REGISTER | LOGIN
Breaking News
Blog

A Different Narrative: Meet the Fundis

NO RATINGS
Page 1 / 2 Next >
View Comments: Newest First | Oldest First | Threaded View
Linzee
User Rank
Author
Re: Possible alternatives
Linzee   1/14/2015 1:23:39 AM
NO RATINGS
@MhRackin, Max the Magnificent and David Ashton-

 

This may be more feasible than we think. Donations are taxed in different ways than import products. Your best bet is to get in touch with Oyster & Pearls. The woman in charge of that outfit is ALWAYS on the lookout for kind people interested in helping. You never know where it all might lead- http://www.oystersandpearls.org/

They could definitely use an oscilloscope and a power supply unit. Anything else would be greatly appreciated and highly utiilized.

David Ashton
User Rank
Author
Re: Possible alternatives
David Ashton   1/13/2015 5:52:58 PM
NO RATINGS
@MHRackin, Max....great thoughts there, but be aware that most African countries charge heavy duty on almost anything that is imported, and this may not be economically viable.  I'm sure Lindsay wil be aware of any restrictions for Uganda and can advise accordingly.

Max The Magnificent
User Rank
Author
Re: Possible alternatives
Max The Magnificent   1/13/2015 5:41:12 PM
NO RATINGS
@mhrackin: I just had a thought (amazing as that might seem at my age).  I know that I will have to start "downsizing" my basement warehouse soon; perhaps others might think about that also.  Is there a way to get some of our collective "surplus surplus" to the Fundis?  Maybe even some test gear?

Oooh -- that's a great idea. I think Lindsay is currently out there -- I'll try emailing him, plus I'm sure he'll be checking this column. Maybe he could run a Kickstarter to raise the money to ship all our surplus stuff over there....

mhrackin
User Rank
Author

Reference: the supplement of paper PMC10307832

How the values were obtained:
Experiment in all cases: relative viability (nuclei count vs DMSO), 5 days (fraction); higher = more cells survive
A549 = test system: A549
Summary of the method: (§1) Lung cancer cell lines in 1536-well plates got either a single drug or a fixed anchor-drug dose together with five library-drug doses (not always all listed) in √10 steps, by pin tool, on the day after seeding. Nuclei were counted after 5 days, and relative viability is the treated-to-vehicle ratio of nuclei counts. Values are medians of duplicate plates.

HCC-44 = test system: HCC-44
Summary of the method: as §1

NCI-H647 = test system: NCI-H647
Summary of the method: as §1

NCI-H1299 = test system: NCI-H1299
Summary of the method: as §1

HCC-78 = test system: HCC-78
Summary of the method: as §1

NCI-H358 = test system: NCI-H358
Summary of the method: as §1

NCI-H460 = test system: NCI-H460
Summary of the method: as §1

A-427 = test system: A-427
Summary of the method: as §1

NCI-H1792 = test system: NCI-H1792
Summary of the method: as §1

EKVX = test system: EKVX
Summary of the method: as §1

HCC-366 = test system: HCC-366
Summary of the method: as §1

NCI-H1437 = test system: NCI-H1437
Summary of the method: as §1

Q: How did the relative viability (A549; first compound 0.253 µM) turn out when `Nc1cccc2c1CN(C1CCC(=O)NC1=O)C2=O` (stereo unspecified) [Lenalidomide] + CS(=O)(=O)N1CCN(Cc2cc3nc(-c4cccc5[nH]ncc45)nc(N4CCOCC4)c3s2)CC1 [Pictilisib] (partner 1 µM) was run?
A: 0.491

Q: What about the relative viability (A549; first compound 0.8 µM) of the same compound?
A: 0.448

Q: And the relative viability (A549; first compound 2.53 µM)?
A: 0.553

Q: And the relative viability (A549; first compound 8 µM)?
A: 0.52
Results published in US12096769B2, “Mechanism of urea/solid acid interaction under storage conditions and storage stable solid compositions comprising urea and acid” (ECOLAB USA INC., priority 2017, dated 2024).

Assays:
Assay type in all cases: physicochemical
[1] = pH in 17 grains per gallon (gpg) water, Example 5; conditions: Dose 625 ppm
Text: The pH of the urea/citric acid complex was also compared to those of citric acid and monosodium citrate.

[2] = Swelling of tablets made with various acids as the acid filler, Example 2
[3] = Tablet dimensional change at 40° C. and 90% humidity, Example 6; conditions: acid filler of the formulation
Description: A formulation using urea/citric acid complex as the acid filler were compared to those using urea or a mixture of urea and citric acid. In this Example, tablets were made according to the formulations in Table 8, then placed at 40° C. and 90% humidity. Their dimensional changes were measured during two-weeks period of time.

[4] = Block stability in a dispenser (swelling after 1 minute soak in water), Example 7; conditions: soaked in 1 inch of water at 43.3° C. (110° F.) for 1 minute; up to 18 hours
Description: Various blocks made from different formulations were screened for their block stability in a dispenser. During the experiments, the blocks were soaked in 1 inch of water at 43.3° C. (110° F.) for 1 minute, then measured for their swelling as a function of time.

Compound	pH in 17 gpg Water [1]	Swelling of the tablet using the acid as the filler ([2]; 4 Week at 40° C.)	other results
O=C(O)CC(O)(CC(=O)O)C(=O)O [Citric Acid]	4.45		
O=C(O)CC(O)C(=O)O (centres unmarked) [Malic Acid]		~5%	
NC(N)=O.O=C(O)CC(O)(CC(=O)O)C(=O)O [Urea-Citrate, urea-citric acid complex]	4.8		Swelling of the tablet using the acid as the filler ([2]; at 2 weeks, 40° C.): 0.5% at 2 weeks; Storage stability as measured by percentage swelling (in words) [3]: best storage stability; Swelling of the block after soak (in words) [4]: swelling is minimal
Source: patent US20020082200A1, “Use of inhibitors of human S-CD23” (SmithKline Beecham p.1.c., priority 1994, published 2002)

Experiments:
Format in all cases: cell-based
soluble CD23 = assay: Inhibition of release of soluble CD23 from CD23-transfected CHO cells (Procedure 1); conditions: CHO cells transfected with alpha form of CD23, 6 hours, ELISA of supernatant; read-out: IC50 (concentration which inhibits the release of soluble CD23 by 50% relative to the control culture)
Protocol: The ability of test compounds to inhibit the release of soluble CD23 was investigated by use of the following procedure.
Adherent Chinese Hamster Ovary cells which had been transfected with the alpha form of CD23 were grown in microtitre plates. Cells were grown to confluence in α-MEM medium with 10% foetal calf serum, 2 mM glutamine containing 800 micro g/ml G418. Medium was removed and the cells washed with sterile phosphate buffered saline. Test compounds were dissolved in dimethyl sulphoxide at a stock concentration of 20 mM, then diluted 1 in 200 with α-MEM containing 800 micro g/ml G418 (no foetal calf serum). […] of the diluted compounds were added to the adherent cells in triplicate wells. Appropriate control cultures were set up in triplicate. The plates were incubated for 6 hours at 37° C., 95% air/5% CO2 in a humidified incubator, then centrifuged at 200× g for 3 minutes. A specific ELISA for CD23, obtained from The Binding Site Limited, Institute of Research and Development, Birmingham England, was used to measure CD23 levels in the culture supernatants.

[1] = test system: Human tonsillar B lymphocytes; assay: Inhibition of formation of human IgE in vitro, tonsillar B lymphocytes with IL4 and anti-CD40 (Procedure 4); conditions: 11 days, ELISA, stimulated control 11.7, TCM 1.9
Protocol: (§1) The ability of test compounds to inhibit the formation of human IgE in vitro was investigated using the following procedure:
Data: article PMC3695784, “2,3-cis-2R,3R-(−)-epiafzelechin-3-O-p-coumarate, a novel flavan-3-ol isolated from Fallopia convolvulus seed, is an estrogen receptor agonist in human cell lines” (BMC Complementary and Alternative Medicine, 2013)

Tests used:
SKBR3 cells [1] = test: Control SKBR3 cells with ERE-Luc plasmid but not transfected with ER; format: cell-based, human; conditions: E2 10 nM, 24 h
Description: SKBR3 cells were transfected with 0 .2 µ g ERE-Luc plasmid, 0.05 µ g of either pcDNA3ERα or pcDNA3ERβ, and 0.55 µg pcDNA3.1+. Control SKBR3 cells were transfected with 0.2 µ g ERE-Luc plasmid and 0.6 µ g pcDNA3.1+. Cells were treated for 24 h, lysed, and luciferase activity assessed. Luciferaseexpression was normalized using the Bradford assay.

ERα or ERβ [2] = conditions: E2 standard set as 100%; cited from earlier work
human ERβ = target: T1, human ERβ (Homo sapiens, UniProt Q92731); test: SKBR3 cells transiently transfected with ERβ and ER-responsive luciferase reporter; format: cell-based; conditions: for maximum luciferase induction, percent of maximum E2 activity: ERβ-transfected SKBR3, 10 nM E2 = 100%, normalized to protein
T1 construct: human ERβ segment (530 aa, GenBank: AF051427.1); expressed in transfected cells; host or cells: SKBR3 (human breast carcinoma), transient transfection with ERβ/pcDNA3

Possible alternatives
mhrackin   1/13/2015 5:06:46 PM
NO RATINGS
I just had a thought (amazing as that might seem at my age).  I know that I will have to start "downsizing" my basement warehouse soon; perhaps others might think about that also.  Is there a way to get some of our collective "surplus surplus" to the Fundis?  Maybe even some test gear?

mhrackin
User Rank
Author
Re: Components
mhrackin   1/13/2015 5:02:24 PM
NO RATINGS
There are still quite a few of us around, who became interested in electronics ar a very young age.  Obviously, few if any had any significant amount of disposable income; thus we too used primarily "scrounged" components salvaged from scrapped radios and TVs (at that time there were hardly any other types of consumer electronics!).  It's amazing what a combination of ingenuity (the real root word from which "engineer" came) and perseverence can accomplish with that sort of "parts box."

A large fraction of my "parts box" (actually a collection of empty shoe and cigar boxes) held components from pre-WW2 devices (some of which I still have).  Figuring out how to use series and parallel combinations to get needed resistance or capacitance values was part of the learning experience.

David Ashton
User Rank
Author
Electronics in Africa
David Ashton   1/13/2015 3:57:12 PM
NO RATINGS
I too grew up in Africa, and also appreciate the difficulties of "electronicking" there.  One thing that many people remark about in Africa is the keenness of kids and young people to learn - knowledge is often a ticket out of poverty.  Kudos to Lindsay - and Solomon - for tapping into this.  I'd certainly donate to these guys (when I have a few spare $, which does not happen often) - it's a very deserving cause and I know it would be appreciated.

antedeluvian
User Rank
Author
Components
antedeluvian   1/13/2015 3:14:13 PM
NO RATINGS
Having grown up in Africa, I know how difficult it was to find any equipment. There was no Radio Shack equivalent, no easy source of something as simple as a resistor. I know many things have changed in 50+ years, but trips back don't give me much encouragemnet that it is any easier for your fundis.

I seem to remember in a previous blog you spoke about how they had to scrounge parts. I have to admire that and I wonder how easy it is for someone who always has ready access to parts to adjust to making do with what is at hand.

Kudos to them all.

Like Us on Facebook
EE Times on Twitter
EE Times Twitter Feed